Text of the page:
"At least I'll be playing hockey with the kind of girls who play hockey", so said my daughter a few years ago, when she reluctantly made the move from being the only girl on a boys' house league hockey team, to a girls' rep team. The awkwardness of changing in the referees' room and not really feeling like she was a part of the team, caused her to make the decision to play on the all-girls team.
Teamwork is of course one of the biggest benefits in sports for kids, but a recent study (Always Confidence & Puberty Survey) shows that while this is cited as one of the key benefits of girls staying in sports (as well as increased confidence and leadership skills), half of girls quit playing sports by the end of puberty.
I had the chance to interview Stephanie Labbe, goalie for the Canadian Olympic soccer team, and heading to Rio in August, on her thoughts about why this happens, and what her reaction was upon hearing this number. "When I first heard this stat, I was shocked. It's so important for teens to stay active and confident through puberty to set them up for success later in life "she said. As to why this happens, "I would think that when puberty starts, girls start to get more self-conscious and lose their self-esteem. They start overthinking things and because of that they're scared to put themselves out there and they're scared to challenge themselves. And because of that they're not as confident. Puberty brings on a lot of life changes and if you haven't had to deal with significant life changes in the past it's a tough thing to go through if you don't have a support system."
Having a team behind you for support is key, as is your original team, your family. In particular, Moms can have a huge impact on whether their daughters decide to stay in sports. "Continue to push them and support them." advises Labbe. "Push them to get out of their comfort zone. Be their biggest supporter but don't try to be the coach. My mom was always my biggest supporter she never tried to change what I did on the field, but she supported my dreams and what I wanted to do. She drove me to all of my trainings (sic) and encouraged me and was always the first person to give me a hug after the game."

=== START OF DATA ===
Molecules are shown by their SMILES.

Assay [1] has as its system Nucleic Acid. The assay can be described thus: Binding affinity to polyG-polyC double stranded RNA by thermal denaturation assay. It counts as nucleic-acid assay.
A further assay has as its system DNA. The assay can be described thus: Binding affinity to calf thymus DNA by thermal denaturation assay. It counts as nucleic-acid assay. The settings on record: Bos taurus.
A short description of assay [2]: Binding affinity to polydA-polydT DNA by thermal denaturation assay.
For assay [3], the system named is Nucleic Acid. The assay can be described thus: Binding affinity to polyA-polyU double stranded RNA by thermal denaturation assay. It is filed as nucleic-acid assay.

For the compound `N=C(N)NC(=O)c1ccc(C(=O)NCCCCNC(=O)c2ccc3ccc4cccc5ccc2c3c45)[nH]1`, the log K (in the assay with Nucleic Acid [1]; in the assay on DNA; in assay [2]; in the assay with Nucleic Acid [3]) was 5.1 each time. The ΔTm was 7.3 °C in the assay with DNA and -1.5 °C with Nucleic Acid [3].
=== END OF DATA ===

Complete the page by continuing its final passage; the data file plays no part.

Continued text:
Additional findings in the research show that seven out of 10 girls who quit sports during puberty felt they did not belong in sports, and only 1/3 of girls feel that society encourages girls to play sports.
But 49 per cent of girls do stay in sports, so I wondered what qualities Labbe thought these girls might share. "I think sports are able to build confidence, teamwork and they learn how to work with others toward a common goal. It breeds self-esteem and that belief in yourself that you can commit to something and achieve something." She adds "It's not about being the being better than everyone else, it's about being the best version of yourself and challenging yourself every day in whatever it is that you're doing."
A friend of mine, who is a world class rower, has a license plate cover that says "You row like a girl. Good for you." The Always #LikeAGirl campaign launched in June 2014, and its aim is to change public perception about girls in sports. The new #LikeAGirl video asked girls about their commitment to sport, or their decision to quit. With almost 10 million views, it's clear this is resonating with the next generation of female athletes.
Labbe is proud to be a part of the campaign. "With Always, we're on a mission to help stop the drop in confidence by encouraging girls to stay in sports and show us how they keep playing like a girl!"
Stephanie Labbe will be traveling to Rio de Janeiro with the Canadian Olympic Soccer Team. Kathy Buckworth will be there, cheering her, and by extension, her own daughter, and all girls who choose to stay in sports, #LikeAGirl. You can read her posts on other Canadian Olympic Athletes at www.kathybuckworth.com